I often peruse Publisher's Weekly announcements of big deals, and I always find it a fascinating read, and have you noticed that it also includes film info. But, you say, this is, ahem, Publisher's Weekly, and shouldn't it be all about books? But, I say, we are now in the world of bovies or mooks, which has profoundly affected the way books are being written.
In the genre that I write and heavily invest in, the potential for movie and television deals is always a good shot because, hey, the who-done-it is pretty much is a sale. I know several people who have had their books nabbed for at least "treatments" because the media are desperate for material and what's $10,000 to them? I wish they'd send a little of that desperation my way, but hey.
Which means that since books sales are not great in general, across the board, people are writing for the movies. I can see it in nearly ALL the big name crime fiction authors. There's definitely been a shift. Lot less internal monologue and description. LOTS OF ACTION. In fact, the last book I read by one of the biggest names in the crime fiction world read like a screenplay. All that was missing were the character tags. It was so sparse that I expect he will have to do nothing to it for a screen treatment other than hand over the book with a, "Here."
I'm not saying action isn't good. Action is great. Descriptions of physical action move the story along both physically and mentally. A well-written action scene is worth its weight in gold. However, a screenplay is NOT a novel and a novel is not a screenplay. There is not (or shouldn't be) a seamless transition between one and the other. When an author writes a pseudo-book, what gets cut out is the characterization.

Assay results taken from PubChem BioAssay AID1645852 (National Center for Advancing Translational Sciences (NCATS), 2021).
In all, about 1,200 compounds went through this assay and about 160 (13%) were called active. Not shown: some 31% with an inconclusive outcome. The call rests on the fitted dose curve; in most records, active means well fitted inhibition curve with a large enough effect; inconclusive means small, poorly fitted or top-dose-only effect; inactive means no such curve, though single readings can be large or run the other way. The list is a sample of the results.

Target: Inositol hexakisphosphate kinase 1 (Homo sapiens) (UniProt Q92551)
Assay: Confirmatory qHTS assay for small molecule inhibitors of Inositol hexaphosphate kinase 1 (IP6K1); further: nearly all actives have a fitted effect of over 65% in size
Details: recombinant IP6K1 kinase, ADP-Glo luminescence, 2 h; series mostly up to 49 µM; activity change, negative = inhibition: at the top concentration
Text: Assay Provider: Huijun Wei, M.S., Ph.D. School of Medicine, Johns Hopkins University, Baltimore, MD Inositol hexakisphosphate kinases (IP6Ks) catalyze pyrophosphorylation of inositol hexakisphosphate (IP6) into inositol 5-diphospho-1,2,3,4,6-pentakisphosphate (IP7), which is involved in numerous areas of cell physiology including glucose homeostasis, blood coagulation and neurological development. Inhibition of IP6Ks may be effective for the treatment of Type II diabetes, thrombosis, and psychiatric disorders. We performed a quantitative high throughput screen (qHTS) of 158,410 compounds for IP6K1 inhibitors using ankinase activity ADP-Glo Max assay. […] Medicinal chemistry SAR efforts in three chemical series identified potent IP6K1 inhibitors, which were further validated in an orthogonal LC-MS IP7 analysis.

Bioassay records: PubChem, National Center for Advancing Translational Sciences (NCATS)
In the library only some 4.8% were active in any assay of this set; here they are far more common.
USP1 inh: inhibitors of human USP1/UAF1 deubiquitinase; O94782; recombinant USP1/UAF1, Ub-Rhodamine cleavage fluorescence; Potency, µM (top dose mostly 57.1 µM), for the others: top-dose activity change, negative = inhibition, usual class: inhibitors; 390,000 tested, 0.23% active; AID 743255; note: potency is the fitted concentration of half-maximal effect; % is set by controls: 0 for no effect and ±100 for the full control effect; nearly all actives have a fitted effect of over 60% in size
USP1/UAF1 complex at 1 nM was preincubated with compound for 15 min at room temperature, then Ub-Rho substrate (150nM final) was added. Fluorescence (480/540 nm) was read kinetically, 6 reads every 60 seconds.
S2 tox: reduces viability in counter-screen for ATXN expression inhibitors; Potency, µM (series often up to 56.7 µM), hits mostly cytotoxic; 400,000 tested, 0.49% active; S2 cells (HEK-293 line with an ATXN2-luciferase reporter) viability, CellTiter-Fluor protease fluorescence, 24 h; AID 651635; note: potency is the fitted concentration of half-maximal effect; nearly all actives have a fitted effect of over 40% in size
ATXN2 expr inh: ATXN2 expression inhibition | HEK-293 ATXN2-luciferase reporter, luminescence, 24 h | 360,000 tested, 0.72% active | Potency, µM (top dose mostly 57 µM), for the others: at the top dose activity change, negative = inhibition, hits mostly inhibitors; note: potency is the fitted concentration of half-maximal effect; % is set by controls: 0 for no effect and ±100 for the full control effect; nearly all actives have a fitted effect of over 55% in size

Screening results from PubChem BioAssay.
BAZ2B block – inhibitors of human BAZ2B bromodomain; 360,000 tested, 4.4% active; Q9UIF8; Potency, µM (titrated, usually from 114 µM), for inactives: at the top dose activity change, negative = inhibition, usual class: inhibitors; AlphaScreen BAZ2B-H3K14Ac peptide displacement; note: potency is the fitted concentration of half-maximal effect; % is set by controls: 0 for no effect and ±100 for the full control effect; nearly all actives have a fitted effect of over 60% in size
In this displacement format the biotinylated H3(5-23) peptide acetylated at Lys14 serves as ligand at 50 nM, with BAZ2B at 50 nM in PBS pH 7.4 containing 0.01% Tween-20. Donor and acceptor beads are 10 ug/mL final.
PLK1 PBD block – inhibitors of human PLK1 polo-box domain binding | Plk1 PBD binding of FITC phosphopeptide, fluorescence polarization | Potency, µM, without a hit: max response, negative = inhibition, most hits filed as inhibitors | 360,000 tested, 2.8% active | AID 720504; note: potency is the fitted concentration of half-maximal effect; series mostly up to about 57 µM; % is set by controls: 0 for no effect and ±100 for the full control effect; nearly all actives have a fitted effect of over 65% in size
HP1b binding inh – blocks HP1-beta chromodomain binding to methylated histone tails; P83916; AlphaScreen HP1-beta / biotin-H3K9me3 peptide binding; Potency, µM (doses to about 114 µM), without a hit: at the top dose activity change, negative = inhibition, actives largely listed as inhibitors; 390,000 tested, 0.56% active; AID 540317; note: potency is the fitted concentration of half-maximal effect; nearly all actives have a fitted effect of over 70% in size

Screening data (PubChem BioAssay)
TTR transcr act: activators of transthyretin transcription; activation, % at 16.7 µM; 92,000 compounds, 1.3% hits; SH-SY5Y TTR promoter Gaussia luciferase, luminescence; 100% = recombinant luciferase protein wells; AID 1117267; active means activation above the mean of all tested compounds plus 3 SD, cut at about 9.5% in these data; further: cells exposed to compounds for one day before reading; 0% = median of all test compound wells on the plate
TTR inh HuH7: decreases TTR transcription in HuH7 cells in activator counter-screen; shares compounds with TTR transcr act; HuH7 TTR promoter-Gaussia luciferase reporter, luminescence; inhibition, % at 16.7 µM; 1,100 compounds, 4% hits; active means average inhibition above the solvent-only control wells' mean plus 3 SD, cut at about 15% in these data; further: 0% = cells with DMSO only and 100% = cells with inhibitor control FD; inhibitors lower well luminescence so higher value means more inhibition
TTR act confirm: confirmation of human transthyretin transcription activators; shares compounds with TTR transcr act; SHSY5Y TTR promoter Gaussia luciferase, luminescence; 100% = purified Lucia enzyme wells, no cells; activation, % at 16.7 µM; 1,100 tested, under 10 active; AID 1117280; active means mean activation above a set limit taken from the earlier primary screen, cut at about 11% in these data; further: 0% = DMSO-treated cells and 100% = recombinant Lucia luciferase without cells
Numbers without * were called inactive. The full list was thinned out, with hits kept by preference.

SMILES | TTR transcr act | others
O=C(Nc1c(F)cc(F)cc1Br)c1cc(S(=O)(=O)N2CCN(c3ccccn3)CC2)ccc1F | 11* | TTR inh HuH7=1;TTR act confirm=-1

Plot becomes ALL. The motivation and the characterization are more or less sacrificed. In fact, I suspect that the author feels it might get in the way of a sale if you have too much characterization. What you are presenting is almost a blank page so that the director and screenwriter can fill in THEIR characterization. Which is nothing more than what hot hunk or bimbo of the week can we slide in here. If it's too defined, then the generic male/female actor won't work. Or it will be harder to make it work.
The last five books I've read are clearly written with movie or television deals in mind. I've been following certain authors for years and a comparison between their earlier crime fiction novels and ones written in the last two years? It's all about the movies.
If I wanted to read a screenplay, I'd buy one. You know?